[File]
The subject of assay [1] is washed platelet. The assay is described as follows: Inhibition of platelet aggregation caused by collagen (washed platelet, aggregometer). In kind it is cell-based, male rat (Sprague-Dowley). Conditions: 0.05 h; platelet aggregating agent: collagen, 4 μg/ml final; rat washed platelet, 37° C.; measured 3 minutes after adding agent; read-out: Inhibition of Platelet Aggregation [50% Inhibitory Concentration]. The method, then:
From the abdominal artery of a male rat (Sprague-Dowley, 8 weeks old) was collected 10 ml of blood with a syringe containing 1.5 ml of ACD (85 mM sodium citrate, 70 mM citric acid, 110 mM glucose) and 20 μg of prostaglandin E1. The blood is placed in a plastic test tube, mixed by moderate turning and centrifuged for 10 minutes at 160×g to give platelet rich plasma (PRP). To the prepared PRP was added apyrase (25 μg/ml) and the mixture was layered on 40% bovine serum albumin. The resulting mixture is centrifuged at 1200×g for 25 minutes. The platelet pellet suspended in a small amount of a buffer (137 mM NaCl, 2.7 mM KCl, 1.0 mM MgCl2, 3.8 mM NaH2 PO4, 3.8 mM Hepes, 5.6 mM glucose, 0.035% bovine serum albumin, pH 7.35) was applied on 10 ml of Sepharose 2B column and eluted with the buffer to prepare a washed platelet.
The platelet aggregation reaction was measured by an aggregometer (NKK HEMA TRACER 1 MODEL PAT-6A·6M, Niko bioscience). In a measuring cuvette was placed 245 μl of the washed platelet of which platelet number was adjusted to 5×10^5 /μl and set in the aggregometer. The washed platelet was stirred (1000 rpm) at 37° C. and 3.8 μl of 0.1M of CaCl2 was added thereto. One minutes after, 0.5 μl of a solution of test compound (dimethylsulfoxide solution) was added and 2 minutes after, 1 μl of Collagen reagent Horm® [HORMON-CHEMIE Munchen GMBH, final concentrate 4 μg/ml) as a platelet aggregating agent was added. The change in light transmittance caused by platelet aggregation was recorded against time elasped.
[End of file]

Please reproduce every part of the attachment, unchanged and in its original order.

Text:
The subject of assay [1] is washed platelet. The assay is described as follows: Inhibition of platelet aggregation caused by collagen (washed platelet, aggregometer). In kind it is cell-based, male rat (Sprague-Dowley). Conditions: 0.05 h; platelet aggregating agent: collagen, 4 μg/ml final; rat washed platelet, 37° C.; measured 3 minutes after adding agent; read-out: Inhibition of Platelet Aggregation [50% Inhibitory Concentration]. The method, then:
From the abdominal artery of a male rat (Sprague-Dowley, 8 weeks old) was collected 10 ml of blood with a syringe containing 1.5 ml of ACD (85 mM sodium citrate, 70 mM citric acid, 110 mM glucose) and 20 μg of prostaglandin E1. The blood is placed in a plastic test tube, mixed by moderate turning and centrifuged for 10 minutes at 160×g to give platelet rich plasma (PRP). To the prepared PRP was added apyrase (25 μg/ml) and the mixture was layered on 40% bovine serum albumin. The resulting mixture is centrifuged at 1200×g for 25 minutes. The platelet pellet suspended in a small amount of a buffer (137 mM NaCl, 2.7 mM KCl, 1.0 mM MgCl2, 3.8 mM NaH2 PO4, 3.8 mM Hepes, 5.6 mM glucose, 0.035% bovine serum albumin, pH 7.35) was applied on 10 ml of Sepharose 2B column and eluted with the buffer to prepare a washed platelet.
The platelet aggregation reaction was measured by an aggregometer (NKK HEMA TRACER 1 MODEL PAT-6A·6M, Niko bioscience). In a measuring cuvette was placed 245 μl of the washed platelet of which platelet number was adjusted to 5×10^5 /μl and set in the aggregometer. The washed platelet was stirred (1000 rpm) at 37° C. and 3.8 μl of 0.1M of CaCl2 was added thereto. One minutes after, 0.5 μl of a solution of test compound (dimethylsulfoxide solution) was added and 2 minutes after, 1 μl of Collagen reagent Horm® [HORMON-CHEMIE Munchen GMBH, final concentrate 4 μg/ml) as a platelet aggregating agent was added. The change in light transmittance caused by platelet aggregation was recorded against time elasped.